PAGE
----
But at the end of the day, I have to call myself to reason: I am quite sure, the world will be fed some kind of ‘official’ statement on the circumstances of MJ’s untimely passing and most likely, everyone will have their own truth on what exactly happened. Bottomline: We’ll never know. So, on the verge of the third day after Thursday’s shocking news, I deliberately tell myself to move away from dwelling over the why and how and look at the incomparable wealth of a legacy that this genius has left. And on day three another realization makes its way into my heart: Michael Jackson DID indeed heal the world by setting an unparalleled example. He graciously and unselfishly served us by sharing his wealth of talents with uncompromised dedication, self-discpline and total committment.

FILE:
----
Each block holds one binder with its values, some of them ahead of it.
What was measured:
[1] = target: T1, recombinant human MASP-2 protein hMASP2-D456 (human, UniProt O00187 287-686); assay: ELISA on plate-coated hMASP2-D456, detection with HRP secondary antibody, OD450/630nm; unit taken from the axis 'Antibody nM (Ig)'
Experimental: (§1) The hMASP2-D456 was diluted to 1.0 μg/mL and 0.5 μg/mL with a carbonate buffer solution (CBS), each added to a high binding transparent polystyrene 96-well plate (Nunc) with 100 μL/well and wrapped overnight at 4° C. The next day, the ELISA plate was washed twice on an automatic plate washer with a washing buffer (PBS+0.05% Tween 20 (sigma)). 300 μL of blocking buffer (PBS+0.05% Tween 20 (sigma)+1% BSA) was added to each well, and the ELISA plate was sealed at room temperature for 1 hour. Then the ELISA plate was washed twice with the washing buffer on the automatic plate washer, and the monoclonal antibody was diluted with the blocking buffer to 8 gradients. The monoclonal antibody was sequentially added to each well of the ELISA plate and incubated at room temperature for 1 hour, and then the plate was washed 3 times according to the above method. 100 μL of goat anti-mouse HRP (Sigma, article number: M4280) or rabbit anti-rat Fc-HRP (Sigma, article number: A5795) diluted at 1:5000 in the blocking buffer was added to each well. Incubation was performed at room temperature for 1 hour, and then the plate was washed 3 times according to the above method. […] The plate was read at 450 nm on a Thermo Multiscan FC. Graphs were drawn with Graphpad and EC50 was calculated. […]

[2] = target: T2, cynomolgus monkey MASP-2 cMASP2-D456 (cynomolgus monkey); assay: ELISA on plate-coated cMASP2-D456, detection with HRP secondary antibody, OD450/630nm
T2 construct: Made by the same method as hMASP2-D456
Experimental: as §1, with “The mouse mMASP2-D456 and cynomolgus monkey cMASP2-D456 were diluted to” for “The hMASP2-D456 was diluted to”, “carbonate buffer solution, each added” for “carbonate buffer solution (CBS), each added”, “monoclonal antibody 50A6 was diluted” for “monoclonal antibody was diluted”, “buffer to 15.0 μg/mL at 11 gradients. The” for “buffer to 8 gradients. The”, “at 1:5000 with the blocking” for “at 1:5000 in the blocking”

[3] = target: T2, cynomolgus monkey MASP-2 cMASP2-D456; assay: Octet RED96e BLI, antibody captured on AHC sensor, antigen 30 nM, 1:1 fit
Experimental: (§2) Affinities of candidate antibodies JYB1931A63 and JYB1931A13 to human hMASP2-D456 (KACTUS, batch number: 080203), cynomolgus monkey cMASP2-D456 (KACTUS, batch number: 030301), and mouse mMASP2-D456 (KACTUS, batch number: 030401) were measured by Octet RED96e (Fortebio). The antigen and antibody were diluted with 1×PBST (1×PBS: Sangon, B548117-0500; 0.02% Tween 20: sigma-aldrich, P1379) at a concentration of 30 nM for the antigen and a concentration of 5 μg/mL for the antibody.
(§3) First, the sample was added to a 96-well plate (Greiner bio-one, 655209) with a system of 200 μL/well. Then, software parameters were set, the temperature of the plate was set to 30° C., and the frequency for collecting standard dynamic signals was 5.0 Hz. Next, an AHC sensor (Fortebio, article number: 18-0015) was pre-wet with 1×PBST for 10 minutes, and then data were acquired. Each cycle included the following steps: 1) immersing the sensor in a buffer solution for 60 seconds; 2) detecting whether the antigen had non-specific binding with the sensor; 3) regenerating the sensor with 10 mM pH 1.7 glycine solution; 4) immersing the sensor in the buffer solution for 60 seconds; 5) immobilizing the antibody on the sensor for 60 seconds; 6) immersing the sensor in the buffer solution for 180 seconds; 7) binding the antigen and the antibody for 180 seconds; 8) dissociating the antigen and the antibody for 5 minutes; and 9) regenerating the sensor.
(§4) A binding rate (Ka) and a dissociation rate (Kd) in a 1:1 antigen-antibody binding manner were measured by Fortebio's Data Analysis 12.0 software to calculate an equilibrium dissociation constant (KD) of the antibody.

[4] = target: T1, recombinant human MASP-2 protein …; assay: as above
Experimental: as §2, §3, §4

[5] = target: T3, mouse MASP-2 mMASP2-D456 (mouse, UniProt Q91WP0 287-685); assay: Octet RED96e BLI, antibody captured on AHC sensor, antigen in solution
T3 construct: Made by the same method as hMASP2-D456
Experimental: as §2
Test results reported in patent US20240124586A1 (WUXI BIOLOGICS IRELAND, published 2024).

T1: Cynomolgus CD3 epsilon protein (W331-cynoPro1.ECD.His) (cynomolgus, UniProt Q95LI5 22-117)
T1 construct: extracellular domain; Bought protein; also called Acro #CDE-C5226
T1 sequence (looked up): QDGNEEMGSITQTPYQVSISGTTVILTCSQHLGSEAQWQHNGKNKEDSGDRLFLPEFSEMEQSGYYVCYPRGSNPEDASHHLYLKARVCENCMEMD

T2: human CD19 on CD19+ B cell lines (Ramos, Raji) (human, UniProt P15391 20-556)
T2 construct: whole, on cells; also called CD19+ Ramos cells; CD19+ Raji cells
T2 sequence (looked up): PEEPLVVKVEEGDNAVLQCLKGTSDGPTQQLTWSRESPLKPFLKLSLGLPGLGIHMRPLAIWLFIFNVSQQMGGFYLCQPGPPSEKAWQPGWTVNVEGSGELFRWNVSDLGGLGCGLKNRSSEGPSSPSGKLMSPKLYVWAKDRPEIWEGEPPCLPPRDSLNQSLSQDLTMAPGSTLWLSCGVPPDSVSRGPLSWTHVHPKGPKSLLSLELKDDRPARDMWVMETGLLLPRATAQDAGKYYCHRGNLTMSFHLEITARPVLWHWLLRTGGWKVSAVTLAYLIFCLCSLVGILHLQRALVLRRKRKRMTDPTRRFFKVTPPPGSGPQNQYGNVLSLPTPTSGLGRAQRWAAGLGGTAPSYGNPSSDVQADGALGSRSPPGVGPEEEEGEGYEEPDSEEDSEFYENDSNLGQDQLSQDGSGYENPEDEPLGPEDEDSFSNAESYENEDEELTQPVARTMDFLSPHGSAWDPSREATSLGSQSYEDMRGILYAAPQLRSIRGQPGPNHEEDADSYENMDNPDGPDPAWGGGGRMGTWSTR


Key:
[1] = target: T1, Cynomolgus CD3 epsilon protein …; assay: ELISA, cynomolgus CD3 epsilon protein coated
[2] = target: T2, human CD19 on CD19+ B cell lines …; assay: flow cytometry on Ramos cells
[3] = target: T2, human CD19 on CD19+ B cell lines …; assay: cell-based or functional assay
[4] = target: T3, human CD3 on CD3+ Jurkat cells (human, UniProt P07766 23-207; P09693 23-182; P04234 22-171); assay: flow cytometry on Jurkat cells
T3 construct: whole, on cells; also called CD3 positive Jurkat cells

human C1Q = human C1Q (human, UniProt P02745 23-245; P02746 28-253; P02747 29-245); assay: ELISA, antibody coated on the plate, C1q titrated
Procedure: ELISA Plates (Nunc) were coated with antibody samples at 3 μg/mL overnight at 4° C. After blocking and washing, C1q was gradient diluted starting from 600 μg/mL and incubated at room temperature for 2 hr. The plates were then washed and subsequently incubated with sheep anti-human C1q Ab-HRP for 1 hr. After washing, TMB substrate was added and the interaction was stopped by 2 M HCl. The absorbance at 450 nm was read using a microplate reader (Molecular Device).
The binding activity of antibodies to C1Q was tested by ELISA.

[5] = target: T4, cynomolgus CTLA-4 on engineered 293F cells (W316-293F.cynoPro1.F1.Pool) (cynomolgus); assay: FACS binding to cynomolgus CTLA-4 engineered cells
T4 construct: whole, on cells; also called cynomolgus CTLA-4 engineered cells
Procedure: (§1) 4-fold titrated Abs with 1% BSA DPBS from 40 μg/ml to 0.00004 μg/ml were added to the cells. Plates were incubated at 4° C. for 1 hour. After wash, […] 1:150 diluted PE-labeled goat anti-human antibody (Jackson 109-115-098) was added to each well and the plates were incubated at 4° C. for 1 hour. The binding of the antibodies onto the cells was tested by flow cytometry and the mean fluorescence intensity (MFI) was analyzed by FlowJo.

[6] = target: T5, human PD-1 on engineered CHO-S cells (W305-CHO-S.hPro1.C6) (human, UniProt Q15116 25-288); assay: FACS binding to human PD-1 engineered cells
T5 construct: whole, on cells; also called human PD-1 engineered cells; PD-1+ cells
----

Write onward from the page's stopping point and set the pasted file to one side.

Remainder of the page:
The one headline that gives me relief is this. So he was happy and at peace in his final hours of his time on earth. Rest in peace, Michael. I never knew I’d miss you that much until today.